Campus News

Preparator helps create experiences for Georgia Museum of Art’s visitors

Elizabeth Howe is part of the behind-the-scenes team that helps install exhibitions and maintain the permanent collection at the Georgia Museum of Art. (Photo by Dorothy Kozlowski)

Elizabeth Howe’s job as a preparator at the Georgia Museum of Art is constantly changing.

She helps install museum exhibitions and maintain permanent collections, which can involve anything from painting walls to hanging artwork.

“We’re the behind-the-scenes people who make the museum look the way that it looks,” Howe said. “Whenever I tell people what I do, they don’t even realize that (preparator) is a job or a career. It’s interesting because there are more labor aspects to it. Yesterday, I spent my entire day painting walls in the gallery. I may spend an entire day making a mount for a small sculptural element. Every day is different.”

When she was younger, Howe was inspired to pursue art because of her interest in the culinary arts. In high school, she took a ceramics class, and she got hooked on creating visual art.

As an art student in college, she interned in exhibition preparation at the Nelson-Atkins Museum of Art in Kansas City. She was able to use her woodshop skills during the internship to build pedestals and exhibition furniture. She worked as the exhibitions preparator at the Utah Museum of Contemporary Art in Salt Lake City before coming to work at UGA. What she really likes about her current job at the art museum is working with art objects. It’s an experience, she said, that not a lot of people get to have.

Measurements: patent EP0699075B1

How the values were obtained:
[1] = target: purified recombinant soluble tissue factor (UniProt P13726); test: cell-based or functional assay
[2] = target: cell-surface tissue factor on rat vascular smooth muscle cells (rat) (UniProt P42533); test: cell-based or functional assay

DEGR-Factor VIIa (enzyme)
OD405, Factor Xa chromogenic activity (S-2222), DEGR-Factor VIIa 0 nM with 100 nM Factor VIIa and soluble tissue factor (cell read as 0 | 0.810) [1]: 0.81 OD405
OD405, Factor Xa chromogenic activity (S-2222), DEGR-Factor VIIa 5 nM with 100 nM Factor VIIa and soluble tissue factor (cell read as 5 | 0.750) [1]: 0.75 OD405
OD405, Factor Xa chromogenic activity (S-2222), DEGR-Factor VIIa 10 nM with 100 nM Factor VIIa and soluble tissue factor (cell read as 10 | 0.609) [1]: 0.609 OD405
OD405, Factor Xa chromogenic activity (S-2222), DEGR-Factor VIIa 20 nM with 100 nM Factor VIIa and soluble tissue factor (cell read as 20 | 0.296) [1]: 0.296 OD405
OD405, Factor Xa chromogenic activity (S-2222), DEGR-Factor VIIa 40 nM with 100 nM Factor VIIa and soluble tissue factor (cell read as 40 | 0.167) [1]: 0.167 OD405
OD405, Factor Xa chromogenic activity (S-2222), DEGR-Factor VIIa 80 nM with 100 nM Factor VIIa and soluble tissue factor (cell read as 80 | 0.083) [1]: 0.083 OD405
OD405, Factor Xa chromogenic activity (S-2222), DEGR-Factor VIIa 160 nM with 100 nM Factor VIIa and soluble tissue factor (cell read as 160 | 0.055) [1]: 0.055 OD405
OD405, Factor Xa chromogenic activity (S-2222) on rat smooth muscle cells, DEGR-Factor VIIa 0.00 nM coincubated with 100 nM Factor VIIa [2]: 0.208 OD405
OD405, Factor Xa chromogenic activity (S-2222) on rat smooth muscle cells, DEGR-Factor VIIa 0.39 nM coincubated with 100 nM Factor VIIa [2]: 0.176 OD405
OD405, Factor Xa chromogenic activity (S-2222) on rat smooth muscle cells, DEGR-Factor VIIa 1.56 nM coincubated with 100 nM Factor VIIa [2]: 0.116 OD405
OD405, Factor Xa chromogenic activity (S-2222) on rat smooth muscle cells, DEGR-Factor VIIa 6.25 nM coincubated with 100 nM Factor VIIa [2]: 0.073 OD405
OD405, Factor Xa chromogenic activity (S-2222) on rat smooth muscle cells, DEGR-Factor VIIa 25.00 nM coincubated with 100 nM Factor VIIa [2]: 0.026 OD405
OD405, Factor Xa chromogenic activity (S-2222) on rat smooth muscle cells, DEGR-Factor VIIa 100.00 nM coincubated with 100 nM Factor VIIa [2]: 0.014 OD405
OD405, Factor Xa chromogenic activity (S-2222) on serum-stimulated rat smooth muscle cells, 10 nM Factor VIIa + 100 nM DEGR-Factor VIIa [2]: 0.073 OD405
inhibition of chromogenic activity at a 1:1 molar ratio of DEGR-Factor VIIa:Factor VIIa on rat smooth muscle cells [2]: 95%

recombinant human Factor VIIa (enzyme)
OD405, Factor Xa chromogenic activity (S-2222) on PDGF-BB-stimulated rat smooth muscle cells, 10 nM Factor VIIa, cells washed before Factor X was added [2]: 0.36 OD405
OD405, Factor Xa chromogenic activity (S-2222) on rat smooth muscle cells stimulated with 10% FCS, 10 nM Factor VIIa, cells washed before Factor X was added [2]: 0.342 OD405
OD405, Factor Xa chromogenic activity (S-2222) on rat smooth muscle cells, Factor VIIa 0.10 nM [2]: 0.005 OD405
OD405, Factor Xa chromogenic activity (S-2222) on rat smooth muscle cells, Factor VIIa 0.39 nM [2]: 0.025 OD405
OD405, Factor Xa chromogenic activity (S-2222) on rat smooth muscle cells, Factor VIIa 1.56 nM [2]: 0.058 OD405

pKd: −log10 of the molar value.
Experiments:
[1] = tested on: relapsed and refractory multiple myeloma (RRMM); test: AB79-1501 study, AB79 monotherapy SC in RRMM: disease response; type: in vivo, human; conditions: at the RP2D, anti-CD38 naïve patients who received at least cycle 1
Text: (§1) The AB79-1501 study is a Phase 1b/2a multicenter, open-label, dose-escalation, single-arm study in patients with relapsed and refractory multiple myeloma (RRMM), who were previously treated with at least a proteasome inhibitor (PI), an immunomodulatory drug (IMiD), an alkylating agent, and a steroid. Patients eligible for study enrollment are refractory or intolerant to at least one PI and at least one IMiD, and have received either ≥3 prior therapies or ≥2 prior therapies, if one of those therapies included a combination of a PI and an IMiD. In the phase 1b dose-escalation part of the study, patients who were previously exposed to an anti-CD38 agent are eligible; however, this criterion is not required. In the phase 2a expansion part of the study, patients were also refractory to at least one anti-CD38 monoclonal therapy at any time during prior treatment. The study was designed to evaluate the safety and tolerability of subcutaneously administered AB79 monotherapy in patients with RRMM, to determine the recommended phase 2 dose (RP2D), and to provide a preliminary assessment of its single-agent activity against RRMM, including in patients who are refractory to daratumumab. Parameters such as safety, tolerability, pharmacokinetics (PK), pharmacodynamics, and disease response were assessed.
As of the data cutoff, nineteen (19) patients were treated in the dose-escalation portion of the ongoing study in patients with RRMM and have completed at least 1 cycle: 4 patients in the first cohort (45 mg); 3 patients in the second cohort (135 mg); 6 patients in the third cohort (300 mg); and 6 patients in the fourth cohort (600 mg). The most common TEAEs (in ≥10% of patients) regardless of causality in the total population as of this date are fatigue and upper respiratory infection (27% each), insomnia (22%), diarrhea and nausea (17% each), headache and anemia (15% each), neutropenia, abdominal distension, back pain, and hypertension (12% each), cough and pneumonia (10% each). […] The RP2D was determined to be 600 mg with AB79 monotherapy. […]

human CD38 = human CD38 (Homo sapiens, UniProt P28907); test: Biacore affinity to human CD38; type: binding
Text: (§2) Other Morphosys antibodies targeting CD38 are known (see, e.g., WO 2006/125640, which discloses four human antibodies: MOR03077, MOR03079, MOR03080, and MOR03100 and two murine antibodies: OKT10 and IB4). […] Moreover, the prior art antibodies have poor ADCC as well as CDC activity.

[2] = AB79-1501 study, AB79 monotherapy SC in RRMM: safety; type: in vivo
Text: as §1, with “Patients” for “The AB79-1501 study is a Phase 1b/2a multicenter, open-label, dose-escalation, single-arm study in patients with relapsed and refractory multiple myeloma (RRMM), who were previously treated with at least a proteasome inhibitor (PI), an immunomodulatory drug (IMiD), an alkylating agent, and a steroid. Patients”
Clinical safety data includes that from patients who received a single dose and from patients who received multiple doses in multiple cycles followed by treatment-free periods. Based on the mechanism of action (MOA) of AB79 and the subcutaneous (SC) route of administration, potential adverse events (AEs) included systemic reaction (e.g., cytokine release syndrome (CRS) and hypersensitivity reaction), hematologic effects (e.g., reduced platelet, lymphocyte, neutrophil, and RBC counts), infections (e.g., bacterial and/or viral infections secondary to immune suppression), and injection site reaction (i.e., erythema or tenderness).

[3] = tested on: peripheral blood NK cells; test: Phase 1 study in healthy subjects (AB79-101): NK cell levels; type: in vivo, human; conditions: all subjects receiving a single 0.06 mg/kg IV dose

“We reinstalled our permanent collection a couple of years ago, and that was probably the biggest undertaking that I’ve been a part of here,” Howe said. “It was pretty rewarding because I got to work with all of the curators and help create a new visitor experience.”

The permanent collection consists of works that the art museum owns. In particular, Howe likes Joan Mitchell’s “Close” and Elizabeth Jane Gardner’s “La Confidence” from the permanent collection.

The art museum has 20 to 25 rotating exhibitions per year, and the museum is open free to the public. Howe believes museums are important for preserving art, history and culture.

“We take care of the objects in our collection, which are of cultural significance or historical significance,” she said. “We have a lot of Georgia natives because it’s important to preserve a regional culture. The museum is a great resource for the public.”

Howe enjoys the learning aspect of her job, and her team pushes her to keep learning and take advantage of opportunities to learn and grow in her career. The museum also offers student internships, and Howe enjoys helping them learn. She also recently worked with graduate students to help them prepare and design their exit show.

“I really love Athens,” she said. “This is a great place to work. There are not a lot of museums our size that do the amount of shows we do, so it’s a unique experience.”

She enjoys the unique interactions that she gets to have with artworks and working with the team to create the best experience for visitors.

“There’s a lot of people who put a lot of work into what happens in the galleries,” Howe said. “It’s really a team effort. It takes a lot to get to the final exhibitions. It’s so exciting to go on the opening nights and see the visitors experiencing it for the first time.”

In her spare time, Howe likes spending time with her dog, Jazz, and cooking. Her love of cooking led her into hunting. She enjoys hunting for self-sustainability and wildlife conservation and to become less reliant on supermarkets and grocery stores.

“It’s a different way to think about where these things come from,” she said. “It’s a lot different to cook a meal for your friends or family that you’ve made from the beginning of it. It’s labor intensive but very rewarding.”